For Christmas 2009, I made an altered art book for my mom and dad, and inside one of the pockets is a list of family members’ favorite vintage childhood toys. You can check out that blog post here to see the entire altered art book.
This series features various favorite childhood toys from three generations, so if you enjoy vintage toys, you’re in for a treat. To read the prior posts, here’s the link to Part 1, Rebel on a Pink Scooter.
Today we’ll cover favorite childhood toys of my oldest brother and family and then youngest sister’s family
Older brother and family:
Gordy – Born in 1954: Favorite toys were army men. He played with them outside and in the house.
Annette (Gordy’s wife): Born in 1956 – Barbies.
Gordie – Born 1981: Big Wheels and Legos.
Sarah – Born 1982: Pound Puppy
Youngest sister and family:
Cindy – Born 1963: “I played with my Barbies on a blanket out in the sun for hours and hours, but I also liked playing with toothbrushes, hair brushes, washrags, and my cactus garden, which was a kingdom.
“Mom had Gordy make wooden furniture for my Barbies, and that was really special, too. I remember playing with it all in the garage in the clubhouse (Mad Clubhouse). I also remember a fuzzy face record holder. It was bright pink and had a face on it, and it held 45s.”
Pretending toothbrushes and hair brushes were people and a cactus garden as a kingdom goes to show how fascinating and adaptable children’s imaginations are.
Some people I know had few, if any, toys when they were children. One friend told me they would use an empty sardine can and pretend it was a car. Rocks/pebbles and sticks were pretend toy people.
Watching my grandchildren engage in imaginative play have been some of my favorite moments. It’s something they can do by themselves and seems to be a necessary phase in their development.
Oops, sorry, got off track here. Back to the toys.
Below is a Midge commercial. She arrived on the scene in 1963, the year Cindy was born.
Check out Mattel’s Barbie site if you want to spend hours looking at Barbies, accessories, and her friends through the years. Wow!
James (Cindy’s husband) – Born 1963: “He played basketball all the time and then played on a traveling team.”
Hmm, I bet he ate Cheerios, too, like the boys in this 1960s commercial:
Kyle – Born 1988: “Favorite toy was Ninja Turtles (which he called Tomais). He got his favorite Tomai when Brent was born for being a big brother. It was a Ninja Turtle van.”
Brent – Born 1991: “Favorite toy was K’Nex (Pronounced Connects). They’re kind of like Legos but they’re long sticks that fit together. He used to sit in his room for hours and hours putting together his K’Nex, then would take them apart and then start all over.”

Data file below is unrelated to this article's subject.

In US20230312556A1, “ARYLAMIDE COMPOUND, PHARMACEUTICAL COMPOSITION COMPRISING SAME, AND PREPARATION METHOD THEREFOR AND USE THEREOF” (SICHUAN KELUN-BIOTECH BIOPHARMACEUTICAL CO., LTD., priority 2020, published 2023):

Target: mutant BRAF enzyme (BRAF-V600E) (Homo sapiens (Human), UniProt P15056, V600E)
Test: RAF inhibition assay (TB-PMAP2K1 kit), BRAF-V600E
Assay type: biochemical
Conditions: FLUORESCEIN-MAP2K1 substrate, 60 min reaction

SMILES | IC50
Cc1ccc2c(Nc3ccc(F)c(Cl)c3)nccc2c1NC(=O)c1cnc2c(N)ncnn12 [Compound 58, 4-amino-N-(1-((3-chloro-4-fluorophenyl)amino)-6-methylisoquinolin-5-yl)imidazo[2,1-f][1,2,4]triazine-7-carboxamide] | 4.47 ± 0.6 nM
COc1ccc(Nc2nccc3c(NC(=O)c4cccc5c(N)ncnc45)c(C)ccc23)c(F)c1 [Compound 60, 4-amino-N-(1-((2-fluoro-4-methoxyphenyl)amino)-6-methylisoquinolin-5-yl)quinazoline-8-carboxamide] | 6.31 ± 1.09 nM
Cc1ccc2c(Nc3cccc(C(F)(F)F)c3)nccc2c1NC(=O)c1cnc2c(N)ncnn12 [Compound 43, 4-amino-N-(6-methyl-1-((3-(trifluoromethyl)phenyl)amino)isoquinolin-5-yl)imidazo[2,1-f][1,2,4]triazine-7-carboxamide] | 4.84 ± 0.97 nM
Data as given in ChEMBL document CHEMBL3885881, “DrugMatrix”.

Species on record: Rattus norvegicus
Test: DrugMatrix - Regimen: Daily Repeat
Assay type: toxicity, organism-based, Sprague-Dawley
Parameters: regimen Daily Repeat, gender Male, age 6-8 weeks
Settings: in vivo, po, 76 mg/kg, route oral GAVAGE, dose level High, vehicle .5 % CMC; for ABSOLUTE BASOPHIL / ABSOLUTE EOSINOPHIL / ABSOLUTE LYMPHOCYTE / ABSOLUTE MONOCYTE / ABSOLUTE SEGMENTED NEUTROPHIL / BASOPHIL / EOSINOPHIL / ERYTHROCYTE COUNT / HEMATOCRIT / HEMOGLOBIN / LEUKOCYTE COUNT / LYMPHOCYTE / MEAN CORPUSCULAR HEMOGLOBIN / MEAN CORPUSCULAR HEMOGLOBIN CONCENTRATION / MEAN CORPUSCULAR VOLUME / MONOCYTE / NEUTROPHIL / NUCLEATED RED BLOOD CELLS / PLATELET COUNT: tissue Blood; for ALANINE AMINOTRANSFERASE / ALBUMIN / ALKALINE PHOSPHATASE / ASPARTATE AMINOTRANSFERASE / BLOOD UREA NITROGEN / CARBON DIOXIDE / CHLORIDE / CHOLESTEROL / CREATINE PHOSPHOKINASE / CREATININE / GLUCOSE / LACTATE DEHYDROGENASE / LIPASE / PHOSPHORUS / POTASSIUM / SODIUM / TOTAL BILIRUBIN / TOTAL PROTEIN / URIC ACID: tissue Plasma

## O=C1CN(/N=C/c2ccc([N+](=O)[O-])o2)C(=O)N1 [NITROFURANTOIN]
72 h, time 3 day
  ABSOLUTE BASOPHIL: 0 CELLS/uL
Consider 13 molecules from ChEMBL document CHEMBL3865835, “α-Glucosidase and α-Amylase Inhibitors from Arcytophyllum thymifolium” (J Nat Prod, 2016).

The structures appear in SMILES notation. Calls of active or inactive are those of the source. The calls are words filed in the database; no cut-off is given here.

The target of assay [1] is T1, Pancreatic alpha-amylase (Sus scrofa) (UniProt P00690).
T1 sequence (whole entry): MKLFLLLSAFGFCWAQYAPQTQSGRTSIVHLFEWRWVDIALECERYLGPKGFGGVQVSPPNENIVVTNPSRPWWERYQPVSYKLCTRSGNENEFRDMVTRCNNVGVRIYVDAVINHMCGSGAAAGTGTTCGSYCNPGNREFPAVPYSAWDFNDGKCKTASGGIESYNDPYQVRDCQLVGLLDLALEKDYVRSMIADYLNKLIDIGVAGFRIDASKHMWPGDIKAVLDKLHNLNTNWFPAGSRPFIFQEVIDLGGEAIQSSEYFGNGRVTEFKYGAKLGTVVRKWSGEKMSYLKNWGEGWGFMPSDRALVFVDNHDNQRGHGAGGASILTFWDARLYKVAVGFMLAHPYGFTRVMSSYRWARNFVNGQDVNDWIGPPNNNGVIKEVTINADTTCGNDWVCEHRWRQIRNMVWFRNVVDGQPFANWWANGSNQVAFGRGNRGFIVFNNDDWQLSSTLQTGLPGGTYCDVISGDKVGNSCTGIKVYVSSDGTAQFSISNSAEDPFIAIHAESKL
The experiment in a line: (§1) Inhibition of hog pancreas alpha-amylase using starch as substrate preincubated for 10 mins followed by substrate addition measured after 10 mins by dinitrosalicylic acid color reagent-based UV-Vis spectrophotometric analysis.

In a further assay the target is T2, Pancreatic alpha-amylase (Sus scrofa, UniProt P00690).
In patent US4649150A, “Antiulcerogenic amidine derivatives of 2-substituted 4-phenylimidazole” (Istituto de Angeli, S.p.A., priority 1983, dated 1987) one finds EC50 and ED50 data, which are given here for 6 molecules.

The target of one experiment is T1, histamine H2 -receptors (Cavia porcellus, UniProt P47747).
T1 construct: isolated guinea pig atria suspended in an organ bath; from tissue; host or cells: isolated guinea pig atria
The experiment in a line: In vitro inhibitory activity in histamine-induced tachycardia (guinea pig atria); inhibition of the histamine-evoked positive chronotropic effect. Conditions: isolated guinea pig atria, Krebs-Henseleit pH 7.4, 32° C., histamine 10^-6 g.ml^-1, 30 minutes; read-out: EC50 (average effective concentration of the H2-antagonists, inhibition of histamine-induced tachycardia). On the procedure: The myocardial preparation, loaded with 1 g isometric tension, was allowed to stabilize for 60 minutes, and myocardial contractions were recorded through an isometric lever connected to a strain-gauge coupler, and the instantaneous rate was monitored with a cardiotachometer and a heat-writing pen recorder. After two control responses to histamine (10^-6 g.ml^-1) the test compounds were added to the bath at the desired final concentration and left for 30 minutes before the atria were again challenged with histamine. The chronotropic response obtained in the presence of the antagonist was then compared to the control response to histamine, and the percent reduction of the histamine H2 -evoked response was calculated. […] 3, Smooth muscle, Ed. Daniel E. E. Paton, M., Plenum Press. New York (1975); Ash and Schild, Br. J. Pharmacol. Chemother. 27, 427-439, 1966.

I’d never heard of K’Nex before, but after watching this commercial and finding images of this toy, I think it’s pretty darn cool, so I can see why my nephew loved it. It’s still around these days, I believe, so I might want to buy this for my grandson one day.
Brooke – Born 1996: Her twin baby that looked just like her when she was a baby. And her kitchen set. The entire kitchen set was in the downstairs closet (under the stairs), and that was her little apartment.
I’m enjoying revisiting toys from the past. It’s interesting to see which vintage toys have stood the test of time and are sure to be around for generations to come.
Do you like vintage toys? Do you have any special memories of some of your favorites or disappointing times when you longed for a certain toy but never got it? I’d love to hear your thoughts.
Thanks for stopping by during this busy, busy time of year. I hope you’re taking time to smell (and sip) hot chocolate or cider and find a moment here and there to enjoy the lights and decorations and listen to beautiful holiday music.
I’m not sure if I had any army men.
I feel fortunate that I always had real toys.
Have a blessed Christmas, Lynn!
I feel blessed that my siblings and I always had real toys, too. Our grandparents bought us toys when my parents couldn’t afford much. This will be a very special Christmas. Thank you, Alex. Hope you have a blessed Christmas, too!
Is that picture of the baby doll in the box Brooke? It looks just like her! Did you photoshop her face?
Yes, that’s a picture of Brooke. I didn’t photoshop her face. I added the baby overlays and frame to her picture and said, “Good enough!” Thanks for visiting my blog, Pambelina!
Paper dolls and coloring books would keep me occupied for hours (when I wasn’t playing jacks or jumping rope). But, one of my favorite things, when I got a wee bit older, was making my own Barbie clothes. My mom would keep material scraps for me and she bought a Butterick (I think) pattern for Barbie clothes. I’d sew and sew and sew. My Barbies had more clothes than any other Barbie in the world. I loved those Barbies, but more than that, I loved sewing their own wardrobes.
Perhaps it was the sewing machine that held the most interest, but as a kid that was just a tool to get the new Barbie clothes. I’m surprised my mom let me use the sewing machine when I was that young. I think I started sewing when I was around 8 or 9 years old. That seems pretty young to me, but, of course, I was an advanced kid. (Snicker snort)
Thanks for sharing. Always fun to travel down your memory lane.
w/a Jansen Schmidt
Oh, Patty, those are wonderful, precious memories from your childhood. I enjoy traveling down your memory lane, too. I featured you and a couple other readers in a post last week, about your favorite toys.
That’s very young to start sewing and to work on those tiny clothes is amazing to me, speaking from experience since I never grew to love sewing. I sewed curtains but never liked to sew clothes. And tiny clothes, well, that would drive me nuts, so I admire that you mastered that skill. Hope you have some pictures of your Barbies’ wardrobes. That’s such a special childhood memory. Thanks for sharing!